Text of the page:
To determine whether T cells recognize carbohydrate (di-mannose) in the absence of the proper peptide context, we synthesized rApa C-terminal 45-mer peptide with di-mannosyl-threonine residue at its N-terminus (at an unnatural position) linked by the additional glycine residues (Figure S3C). We termed this Apa 45-mer with additional four N-terminal residues as a 49-mer glycopeptide (i.e., Apa non-glycopeptide residues 281–325 with Gly-Thr(di-man)-Gly-Gly extension). Significant cytokine response was observed in ELISPOT when the lung, spleen or ILN cells from the BCG mice were stimulated with the synthetic 45-mer glycopeptide with a di-mannosyl residue at its natural position (Thr316). On the contrary, no positive cytokine response was found after in vitro stimulation with the 49-mer glycopeptide, 49-mer nonglycopeptide (control) or the free di-mannose alone (Figure S3D). These results suggest that the carbohydrate (di-mannose) attached to the proper peptide backbone is likely required for the recognition of nApa C-terminal glycopeptide by specific T cells from BCG mice. Further characterization of MHC bound glycopeptide interactions with the TCR and the orientation of carbohydrate residues can be accomplished through crystallography studies.

Both nApa and rApa Are Immunogenic Following Subunit Vaccination of Mice

To determine whether mannosylation of Apa also influences its ability to induce a protective immune response, mice were vaccinated s.c. with 3 doses of nApa or rApa (1 µg/dose) in the presence of dimethyl-dioctadecyl ammonium bromide (DDA) and monophosphoryl lipid A (MPL) adjuvants at 4 wk intervals, and the T cell responses were investigated 1 wk after the last dose. Stimulation of splenocytes or ILN cells of vaccinated mice with either nApa or rApa, resulted in a comparable frequency of individual cytokine producing CD4+ T cells, regardless of which form of the Ag was used for vaccination. This Apa-specific T cell response was characterized by more TNF-α and IL-2 than IFN-γ producing cells in an ICS assay (Figure 4A, 4B and S4A). The frequency of Ag-specific total cytokine producing CD4+ and CD8+ T cells induced in the spleen and lung by either Apa vaccine was also comparable (Figure 4C).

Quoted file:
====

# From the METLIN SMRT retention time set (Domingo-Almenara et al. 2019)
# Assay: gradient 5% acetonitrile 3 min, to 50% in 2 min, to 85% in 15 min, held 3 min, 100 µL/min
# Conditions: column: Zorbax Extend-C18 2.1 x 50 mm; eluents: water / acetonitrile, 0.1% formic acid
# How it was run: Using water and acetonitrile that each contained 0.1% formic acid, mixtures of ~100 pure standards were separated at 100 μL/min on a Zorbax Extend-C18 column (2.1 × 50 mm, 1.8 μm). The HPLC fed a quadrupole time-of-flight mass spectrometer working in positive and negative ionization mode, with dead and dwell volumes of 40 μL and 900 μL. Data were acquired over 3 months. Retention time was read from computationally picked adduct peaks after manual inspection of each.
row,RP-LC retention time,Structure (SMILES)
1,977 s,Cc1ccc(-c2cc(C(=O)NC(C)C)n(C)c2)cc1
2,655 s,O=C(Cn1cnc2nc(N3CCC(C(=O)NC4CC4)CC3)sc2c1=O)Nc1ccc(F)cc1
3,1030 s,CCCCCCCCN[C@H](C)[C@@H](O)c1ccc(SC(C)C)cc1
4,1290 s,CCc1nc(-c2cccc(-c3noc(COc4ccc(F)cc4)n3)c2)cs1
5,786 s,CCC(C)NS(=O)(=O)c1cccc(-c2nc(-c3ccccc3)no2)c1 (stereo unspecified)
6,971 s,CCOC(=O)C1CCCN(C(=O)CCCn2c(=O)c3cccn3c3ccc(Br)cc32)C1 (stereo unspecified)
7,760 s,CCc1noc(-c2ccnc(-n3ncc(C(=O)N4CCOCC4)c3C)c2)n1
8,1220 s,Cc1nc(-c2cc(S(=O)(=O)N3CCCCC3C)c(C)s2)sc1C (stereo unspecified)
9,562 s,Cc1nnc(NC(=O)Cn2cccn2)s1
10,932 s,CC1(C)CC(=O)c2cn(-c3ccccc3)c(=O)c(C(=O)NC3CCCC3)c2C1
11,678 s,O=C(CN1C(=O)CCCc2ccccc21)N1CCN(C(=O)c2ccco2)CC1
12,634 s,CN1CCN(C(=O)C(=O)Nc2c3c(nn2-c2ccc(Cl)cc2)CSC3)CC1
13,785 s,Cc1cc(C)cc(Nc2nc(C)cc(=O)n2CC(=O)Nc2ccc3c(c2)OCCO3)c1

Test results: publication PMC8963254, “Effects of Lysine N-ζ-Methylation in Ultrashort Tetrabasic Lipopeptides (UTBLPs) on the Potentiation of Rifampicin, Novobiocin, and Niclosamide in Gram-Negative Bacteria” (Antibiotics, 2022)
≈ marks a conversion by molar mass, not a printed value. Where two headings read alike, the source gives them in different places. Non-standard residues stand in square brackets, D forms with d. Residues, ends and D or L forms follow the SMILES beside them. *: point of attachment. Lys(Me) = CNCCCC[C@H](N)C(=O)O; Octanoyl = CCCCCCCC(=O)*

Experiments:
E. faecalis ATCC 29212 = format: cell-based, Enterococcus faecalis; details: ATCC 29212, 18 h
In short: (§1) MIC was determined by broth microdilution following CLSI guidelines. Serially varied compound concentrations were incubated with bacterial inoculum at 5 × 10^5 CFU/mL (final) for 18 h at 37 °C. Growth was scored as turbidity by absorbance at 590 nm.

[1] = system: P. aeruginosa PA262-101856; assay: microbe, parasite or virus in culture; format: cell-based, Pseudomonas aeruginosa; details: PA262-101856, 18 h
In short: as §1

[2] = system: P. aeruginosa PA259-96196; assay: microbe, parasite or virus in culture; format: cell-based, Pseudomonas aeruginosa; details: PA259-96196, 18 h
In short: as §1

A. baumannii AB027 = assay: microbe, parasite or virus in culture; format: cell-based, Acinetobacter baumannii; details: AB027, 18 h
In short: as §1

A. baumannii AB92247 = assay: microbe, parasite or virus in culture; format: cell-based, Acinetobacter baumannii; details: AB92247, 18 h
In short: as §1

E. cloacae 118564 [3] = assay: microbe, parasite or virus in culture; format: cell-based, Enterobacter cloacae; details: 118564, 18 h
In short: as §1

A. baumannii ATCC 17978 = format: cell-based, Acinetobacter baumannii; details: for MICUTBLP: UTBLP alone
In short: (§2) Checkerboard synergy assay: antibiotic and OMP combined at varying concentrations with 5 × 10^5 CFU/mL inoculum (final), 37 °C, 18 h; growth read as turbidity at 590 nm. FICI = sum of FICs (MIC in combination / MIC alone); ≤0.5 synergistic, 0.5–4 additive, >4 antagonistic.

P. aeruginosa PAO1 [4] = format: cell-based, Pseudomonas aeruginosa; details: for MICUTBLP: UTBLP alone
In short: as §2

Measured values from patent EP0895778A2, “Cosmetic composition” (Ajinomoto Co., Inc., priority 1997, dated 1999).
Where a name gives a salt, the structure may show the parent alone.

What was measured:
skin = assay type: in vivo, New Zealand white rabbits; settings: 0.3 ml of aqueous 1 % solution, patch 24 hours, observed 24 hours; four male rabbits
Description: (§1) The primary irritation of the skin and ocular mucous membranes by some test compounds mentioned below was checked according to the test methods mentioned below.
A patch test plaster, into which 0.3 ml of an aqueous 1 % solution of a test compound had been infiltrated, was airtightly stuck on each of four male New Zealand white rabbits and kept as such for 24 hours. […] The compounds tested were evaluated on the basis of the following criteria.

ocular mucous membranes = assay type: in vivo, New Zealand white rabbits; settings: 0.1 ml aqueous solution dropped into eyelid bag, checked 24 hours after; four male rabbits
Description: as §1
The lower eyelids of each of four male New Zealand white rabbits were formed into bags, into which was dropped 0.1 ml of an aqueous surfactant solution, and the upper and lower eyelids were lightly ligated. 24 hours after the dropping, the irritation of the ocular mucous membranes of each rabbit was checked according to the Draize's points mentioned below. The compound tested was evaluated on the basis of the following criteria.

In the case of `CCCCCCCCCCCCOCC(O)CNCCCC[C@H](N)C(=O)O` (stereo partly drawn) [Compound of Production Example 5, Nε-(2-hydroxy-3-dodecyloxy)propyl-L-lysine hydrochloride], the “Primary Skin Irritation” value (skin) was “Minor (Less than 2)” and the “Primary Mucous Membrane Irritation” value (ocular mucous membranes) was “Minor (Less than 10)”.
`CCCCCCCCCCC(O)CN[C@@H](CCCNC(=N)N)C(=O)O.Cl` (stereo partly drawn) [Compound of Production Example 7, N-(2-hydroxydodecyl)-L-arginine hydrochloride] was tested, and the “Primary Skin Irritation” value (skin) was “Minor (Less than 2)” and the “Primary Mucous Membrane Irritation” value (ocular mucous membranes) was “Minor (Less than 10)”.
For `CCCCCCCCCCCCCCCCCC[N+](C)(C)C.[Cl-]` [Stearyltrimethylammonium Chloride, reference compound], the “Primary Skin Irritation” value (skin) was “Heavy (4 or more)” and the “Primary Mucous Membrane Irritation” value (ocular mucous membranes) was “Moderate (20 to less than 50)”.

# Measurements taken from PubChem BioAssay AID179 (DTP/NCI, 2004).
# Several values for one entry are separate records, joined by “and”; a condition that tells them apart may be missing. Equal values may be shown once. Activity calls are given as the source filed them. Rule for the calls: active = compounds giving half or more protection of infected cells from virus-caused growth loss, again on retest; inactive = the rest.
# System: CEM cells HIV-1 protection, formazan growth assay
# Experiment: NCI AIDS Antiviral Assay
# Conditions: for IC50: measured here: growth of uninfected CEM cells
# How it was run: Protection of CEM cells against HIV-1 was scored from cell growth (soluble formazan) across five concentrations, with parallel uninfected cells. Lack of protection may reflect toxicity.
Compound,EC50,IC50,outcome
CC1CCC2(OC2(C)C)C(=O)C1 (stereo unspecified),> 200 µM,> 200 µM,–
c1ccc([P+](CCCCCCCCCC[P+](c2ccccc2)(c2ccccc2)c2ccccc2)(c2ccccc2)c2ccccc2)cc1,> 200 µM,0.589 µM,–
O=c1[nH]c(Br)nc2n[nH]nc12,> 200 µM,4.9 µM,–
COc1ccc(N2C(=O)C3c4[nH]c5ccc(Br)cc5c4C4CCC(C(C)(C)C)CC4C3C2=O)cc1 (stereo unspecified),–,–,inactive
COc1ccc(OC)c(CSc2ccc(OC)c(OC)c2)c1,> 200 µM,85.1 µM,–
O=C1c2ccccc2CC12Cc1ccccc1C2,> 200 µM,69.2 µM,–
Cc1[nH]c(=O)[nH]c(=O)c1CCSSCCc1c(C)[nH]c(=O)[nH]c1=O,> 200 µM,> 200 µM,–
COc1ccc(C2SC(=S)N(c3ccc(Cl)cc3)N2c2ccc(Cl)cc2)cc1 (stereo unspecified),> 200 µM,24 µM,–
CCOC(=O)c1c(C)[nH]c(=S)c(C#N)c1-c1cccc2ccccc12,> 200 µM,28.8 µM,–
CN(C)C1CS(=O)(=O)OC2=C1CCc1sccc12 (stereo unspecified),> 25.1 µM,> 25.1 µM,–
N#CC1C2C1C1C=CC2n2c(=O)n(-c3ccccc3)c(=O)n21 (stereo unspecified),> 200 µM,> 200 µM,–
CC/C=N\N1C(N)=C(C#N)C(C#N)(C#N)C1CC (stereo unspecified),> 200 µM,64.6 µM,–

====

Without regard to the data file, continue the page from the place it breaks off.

Figure 4
T cell responses in nApa or rApa vaccinated mice.

When the cytokine expression profiles of CD4+ T cells from the spleen and lung were evaluated in the vaccinated groups, IL-2 and TNF-α co-producing cells dominated 2+ cytokine producing cells, while TNF-α or IL-2 single-producers were predominantly present among 1+ cytokine producing cells (Figure 4A). In contrast, the cytokine expression profiles of CD8+ T cells in the spleen and lung were dominated by TNF-α or IFN-γ secreting 1+ cytokine producers, respectively. Higher proportions of total cytokine producing splenic CD4+ T cells of rApa vaccinated mice consisted of polyfunctional T cells than those of nApa vaccinated mice (Figure 4C). Otherwise, we found no significant difference in the quality of nApa- and rApa-specific response, when the proportions of 3+, 2+ and 1+ cytokine producing CD4+ and CD8+ T cells were determined in the two vaccinated groups. Significantly more immunogen-specific IL-17 and IFN-γ SFU were observed in the spleens of rApa vaccinated as compared to nApa vaccinated mice in cultured ELISPOT assay (Figure 4D, histograms). However, the proportions of specific IFN-γ, IL-17 and IL-4 SFU constituting the total ELISPOT response were not significantly different in nApa or rApa vaccinated mice (Figure 4D, pie charts).

Synthetic peptide screening in nApa and rApa vaccinated mice revealed that T cell cytokine responses were predominantly directed toward non-glycosylated p271-288 and p231-250 peptides (Figure S4B), regardless of the immunogen used, indicating that Apa mannosylation does not induce alternate Ag processing in vivo when administered in DDA-MPL. Next, we evaluated the lung and splenic T cell responses of C-terminal 45-mer glycopeptide (Gp-281-325) in nApa vaccinated mice. Comparable cytokine SFU after in vitro stimulation with 45-mer glycopeptide and its non-glycosylated control were found, regardless of dose of nApa (1 or 10 µg) used for vaccination (Figure 4E), and the p271-288-specific response was significantly more than that induced by Gp-281-325, collectively suggesting that the differences observed between nApa and rApa induced T-cell responses may be partially overcome by co-administration of appropriate adjuvants.

Generation of nApa-Specific Hybridomas Identify N-terminal Glycopeptide-Reactive T Cell Clone